Some in Saint Charles might mistakenly believe that once one dies, all of their debts are resolved. Yet that is not the case. Were a decedent still alive, the funds used to pay their debts would be taken from their personal assets. Upon their death, those assets become their estate. Thus, any debts that are owed now must be paid from the estate. As one's executor or personal representative is tasked with managing their estate, the job of allocating estate assets to pay off their debts falls to that party. Since msn.com reports that the average American has $61,000 of debt when they die, those asked to serve in the aforementioned role should be familiar with their debt resolution options.
An important point for personal representatives to remember is that while their role is to settle the estate's debts, they themselves do not assume liability for them. Therefore, a creditor can only collect that which is available from a debtor's estate.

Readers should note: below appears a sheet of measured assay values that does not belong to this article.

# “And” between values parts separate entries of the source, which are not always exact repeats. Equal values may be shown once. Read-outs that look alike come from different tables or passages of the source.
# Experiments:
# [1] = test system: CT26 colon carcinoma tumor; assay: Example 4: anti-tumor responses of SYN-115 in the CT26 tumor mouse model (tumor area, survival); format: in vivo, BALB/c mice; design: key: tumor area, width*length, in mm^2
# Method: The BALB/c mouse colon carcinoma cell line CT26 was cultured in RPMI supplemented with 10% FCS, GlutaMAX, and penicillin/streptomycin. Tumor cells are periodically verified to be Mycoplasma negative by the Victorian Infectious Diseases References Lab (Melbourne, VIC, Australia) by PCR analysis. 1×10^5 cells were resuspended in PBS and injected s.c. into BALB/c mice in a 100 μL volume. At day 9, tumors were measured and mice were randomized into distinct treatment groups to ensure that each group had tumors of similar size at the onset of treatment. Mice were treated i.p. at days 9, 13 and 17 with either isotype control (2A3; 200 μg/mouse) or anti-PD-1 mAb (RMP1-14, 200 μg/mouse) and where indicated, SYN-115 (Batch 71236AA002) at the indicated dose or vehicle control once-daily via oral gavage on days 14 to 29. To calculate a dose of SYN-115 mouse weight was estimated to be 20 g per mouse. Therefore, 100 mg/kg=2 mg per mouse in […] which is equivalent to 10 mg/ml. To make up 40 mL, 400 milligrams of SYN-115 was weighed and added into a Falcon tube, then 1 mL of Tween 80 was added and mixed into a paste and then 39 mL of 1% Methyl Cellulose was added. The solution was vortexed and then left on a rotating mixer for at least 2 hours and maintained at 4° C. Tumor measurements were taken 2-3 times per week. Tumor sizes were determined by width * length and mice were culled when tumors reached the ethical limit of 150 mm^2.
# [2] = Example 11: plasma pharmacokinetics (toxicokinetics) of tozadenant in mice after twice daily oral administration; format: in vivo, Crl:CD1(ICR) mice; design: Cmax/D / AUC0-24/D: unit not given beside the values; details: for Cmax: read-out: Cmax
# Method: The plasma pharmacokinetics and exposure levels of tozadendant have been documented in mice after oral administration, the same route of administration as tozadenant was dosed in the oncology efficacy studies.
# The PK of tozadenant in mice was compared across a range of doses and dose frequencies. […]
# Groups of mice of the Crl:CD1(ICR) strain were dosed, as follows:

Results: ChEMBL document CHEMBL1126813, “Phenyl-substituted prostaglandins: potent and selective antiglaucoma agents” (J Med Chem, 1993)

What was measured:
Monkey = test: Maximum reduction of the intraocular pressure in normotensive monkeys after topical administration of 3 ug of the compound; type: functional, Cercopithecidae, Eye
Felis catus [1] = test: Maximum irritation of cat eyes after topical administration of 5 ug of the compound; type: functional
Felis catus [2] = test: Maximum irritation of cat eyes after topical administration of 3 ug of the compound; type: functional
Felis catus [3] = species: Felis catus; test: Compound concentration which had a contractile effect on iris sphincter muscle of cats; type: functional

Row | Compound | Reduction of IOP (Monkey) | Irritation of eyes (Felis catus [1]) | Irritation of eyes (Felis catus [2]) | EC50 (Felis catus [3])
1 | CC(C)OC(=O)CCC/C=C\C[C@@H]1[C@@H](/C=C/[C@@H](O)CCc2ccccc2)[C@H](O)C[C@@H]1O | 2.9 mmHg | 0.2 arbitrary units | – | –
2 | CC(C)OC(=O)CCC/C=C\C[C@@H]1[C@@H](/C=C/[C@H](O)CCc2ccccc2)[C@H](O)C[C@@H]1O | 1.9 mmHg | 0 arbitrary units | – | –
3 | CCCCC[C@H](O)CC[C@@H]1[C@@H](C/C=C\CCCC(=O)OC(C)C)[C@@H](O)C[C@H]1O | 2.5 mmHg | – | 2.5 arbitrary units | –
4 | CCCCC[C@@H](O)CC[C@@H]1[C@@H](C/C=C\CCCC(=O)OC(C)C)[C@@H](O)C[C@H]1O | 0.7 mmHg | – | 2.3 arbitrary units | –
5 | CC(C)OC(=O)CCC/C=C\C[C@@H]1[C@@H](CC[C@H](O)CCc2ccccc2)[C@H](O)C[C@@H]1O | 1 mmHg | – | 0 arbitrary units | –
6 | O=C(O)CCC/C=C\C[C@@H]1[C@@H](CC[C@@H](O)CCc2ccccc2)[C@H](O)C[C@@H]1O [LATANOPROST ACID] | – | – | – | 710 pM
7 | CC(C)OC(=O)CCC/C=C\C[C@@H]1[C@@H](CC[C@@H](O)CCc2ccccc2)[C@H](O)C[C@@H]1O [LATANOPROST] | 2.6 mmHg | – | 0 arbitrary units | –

In a perfect world, decedents would leave behind sufficient liquid assets to repay all of their debts, making their personal representatives' jobs much easier. Yet in many cases, estate property must be sold in order to resolve debts. Some may think that they can get out of paying for assets against which a creditor has a claim by gifting them to a beneficiary (e.g., one leaves a car that they still owe money on to a relative). However, according to Section 473.267 of Missouri's Probate Code, an executor or personal representative is entitled to recover that property in order to settle any claim against it. In the aforementioned example, the executor would recover the vehicle, settle the claim against it (likely by selling it) and then return any profit generated from the sale to the beneficiary.